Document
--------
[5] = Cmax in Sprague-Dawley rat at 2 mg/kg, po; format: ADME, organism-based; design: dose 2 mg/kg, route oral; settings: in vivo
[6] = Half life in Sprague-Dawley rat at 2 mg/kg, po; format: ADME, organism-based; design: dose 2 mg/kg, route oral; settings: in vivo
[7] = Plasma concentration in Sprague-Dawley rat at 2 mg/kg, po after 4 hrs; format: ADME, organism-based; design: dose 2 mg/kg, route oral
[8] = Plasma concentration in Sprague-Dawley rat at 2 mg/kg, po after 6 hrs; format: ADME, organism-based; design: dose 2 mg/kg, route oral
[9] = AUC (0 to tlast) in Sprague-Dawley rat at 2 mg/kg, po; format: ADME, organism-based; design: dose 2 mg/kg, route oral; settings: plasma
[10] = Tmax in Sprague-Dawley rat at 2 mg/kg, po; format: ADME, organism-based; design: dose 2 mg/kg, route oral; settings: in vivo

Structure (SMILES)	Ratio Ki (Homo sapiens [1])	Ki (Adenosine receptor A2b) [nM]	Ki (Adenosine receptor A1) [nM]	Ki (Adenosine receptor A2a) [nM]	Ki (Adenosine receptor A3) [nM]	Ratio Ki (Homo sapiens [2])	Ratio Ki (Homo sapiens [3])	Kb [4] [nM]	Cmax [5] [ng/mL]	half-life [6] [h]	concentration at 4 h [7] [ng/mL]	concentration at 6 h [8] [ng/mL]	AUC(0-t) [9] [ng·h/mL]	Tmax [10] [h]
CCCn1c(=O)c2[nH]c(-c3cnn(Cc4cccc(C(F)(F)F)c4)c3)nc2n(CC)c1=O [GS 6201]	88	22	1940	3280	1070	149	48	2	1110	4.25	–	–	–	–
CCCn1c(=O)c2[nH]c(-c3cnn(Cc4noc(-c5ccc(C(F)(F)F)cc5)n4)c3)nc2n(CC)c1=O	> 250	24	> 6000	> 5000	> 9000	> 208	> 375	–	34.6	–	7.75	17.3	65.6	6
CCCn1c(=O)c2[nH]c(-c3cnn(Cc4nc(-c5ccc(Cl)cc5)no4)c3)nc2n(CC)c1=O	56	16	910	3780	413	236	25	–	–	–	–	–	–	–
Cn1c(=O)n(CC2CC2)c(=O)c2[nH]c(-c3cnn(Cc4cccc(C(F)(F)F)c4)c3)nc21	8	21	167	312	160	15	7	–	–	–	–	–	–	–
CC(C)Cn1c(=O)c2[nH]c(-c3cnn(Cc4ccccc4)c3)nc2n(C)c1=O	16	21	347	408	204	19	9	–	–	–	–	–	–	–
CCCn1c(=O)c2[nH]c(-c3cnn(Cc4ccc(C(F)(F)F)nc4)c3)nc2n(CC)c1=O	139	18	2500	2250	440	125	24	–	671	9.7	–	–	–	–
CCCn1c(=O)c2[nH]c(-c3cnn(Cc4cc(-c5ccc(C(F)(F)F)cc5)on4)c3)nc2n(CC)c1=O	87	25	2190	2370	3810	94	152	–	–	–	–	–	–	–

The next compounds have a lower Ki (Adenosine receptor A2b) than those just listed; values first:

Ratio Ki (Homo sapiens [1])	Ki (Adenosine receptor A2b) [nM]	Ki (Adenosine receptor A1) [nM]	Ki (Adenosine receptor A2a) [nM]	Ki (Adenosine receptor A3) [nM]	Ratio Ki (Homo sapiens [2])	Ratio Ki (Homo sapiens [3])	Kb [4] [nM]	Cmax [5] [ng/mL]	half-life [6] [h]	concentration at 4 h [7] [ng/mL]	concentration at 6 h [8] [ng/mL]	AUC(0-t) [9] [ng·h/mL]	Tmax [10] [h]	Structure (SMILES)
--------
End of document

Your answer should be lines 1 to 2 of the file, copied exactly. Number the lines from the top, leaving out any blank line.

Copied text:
[5] = Cmax in Sprague-Dawley rat at 2 mg/kg, po; format: ADME, organism-based; design: dose 2 mg/kg, route oral; settings: in vivo
[6] = Half life in Sprague-Dawley rat at 2 mg/kg, po; format: ADME, organism-based; design: dose 2 mg/kg, route oral; settings: in vivo